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Investigation of the frictional response of osteoarthritic human tibiofemoral joints and the potential beneficial tribological effect of healthy synovial fluid

By M. Caligaris, C.E. Canal, C.S. Ahmad, T.R. Gardner and G.A. Ateshian

Abstract

SummaryObjectiveThis study tests the hypothesis that the natural progression of osteoarthritis (OA) in human joints leads to an increase in the friction coefficient. This hypothesis is based on the expectation that the wear observed in OA may be exacerbated by higher friction coefficients. A corollary hypothesis is that healthy synovial fluid (SF) may help mitigate the increase in the friction coefficient in diseased joints.DesignThe friction coefficient of human tibiofemoral joints with varying degrees of OA was measured in healthy bovine SF and physiological buffered saline (PBS). Two testing configurations were adopted, one that promotes sustained cartilage interstitial fluid pressurization to investigate the effectiveness of this mechanism with advancing OA, and another that allows interstitial fluid pressure to subside to investigate the effectiveness of boundary lubrication.ResultsSeven specimens were visually staged to be normal or mildly degenerated (stages≤2 on a scale of 1 to 4) and nine others had progressive degeneration (stages>2 and≤3). No statistical differences were found in the friction coefficient with increasing OA, whether in migrating or stationary contact area configurations; however, the friction coefficient was significantly lower in SF than PBS in both configurations.ConclusionsThe friction coefficient of human tibiofemoral cartilage does not necessarily increase with naturally increasing OA, for visual stages ranging from 1 to 3. This outcome may be explained by the fact that interstitial fluid pressurization is not necessarily defeated by advancing degeneration. This study also demonstrates that healthy SF decreases the friction coefficient of OA joints relative to PBS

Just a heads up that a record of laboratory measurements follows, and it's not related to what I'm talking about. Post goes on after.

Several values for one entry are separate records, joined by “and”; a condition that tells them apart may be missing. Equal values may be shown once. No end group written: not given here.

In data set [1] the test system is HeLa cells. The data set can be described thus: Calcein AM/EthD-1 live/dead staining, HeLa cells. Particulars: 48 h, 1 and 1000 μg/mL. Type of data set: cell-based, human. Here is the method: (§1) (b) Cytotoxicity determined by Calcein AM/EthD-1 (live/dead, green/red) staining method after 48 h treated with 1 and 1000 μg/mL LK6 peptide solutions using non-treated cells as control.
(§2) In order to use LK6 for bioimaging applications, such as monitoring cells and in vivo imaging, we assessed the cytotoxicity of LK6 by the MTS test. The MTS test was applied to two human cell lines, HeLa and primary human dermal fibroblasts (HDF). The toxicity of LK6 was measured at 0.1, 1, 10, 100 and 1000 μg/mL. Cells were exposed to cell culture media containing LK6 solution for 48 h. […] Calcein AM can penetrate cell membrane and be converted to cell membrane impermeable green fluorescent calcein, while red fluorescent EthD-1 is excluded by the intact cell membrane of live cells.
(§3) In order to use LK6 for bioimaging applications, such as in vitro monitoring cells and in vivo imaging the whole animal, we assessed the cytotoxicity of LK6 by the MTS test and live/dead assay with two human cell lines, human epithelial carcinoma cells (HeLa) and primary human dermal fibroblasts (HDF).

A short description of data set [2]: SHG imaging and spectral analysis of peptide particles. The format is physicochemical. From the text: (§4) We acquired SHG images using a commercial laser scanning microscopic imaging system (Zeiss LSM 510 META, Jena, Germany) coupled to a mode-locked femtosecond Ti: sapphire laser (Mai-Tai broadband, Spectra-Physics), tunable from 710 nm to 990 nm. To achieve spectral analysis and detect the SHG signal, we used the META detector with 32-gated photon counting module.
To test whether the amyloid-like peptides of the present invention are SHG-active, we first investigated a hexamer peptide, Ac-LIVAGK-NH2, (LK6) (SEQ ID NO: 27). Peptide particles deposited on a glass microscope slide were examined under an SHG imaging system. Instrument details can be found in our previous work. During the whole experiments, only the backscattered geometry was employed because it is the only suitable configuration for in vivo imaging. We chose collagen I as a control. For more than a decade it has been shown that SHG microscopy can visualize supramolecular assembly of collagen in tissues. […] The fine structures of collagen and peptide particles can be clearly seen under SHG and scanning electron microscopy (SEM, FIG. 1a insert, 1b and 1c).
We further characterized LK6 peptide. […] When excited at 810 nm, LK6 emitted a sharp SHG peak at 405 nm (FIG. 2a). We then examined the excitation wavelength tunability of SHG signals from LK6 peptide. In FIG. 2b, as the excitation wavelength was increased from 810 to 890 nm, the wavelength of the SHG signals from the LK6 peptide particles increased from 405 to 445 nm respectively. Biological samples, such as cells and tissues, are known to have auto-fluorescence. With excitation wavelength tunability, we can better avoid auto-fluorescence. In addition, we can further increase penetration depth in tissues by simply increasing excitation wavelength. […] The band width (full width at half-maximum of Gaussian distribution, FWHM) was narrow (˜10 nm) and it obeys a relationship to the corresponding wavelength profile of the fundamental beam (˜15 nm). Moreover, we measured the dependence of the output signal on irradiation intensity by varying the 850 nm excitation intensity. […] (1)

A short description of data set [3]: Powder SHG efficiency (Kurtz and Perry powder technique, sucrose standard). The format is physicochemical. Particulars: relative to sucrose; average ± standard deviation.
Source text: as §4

Publisher: Osteoarthritis Research Society International. Published by Elsevier Ltd.
Year: 2009
DOI identifier: 10.1016/j.joca.2009.03.020
OAI identifier:

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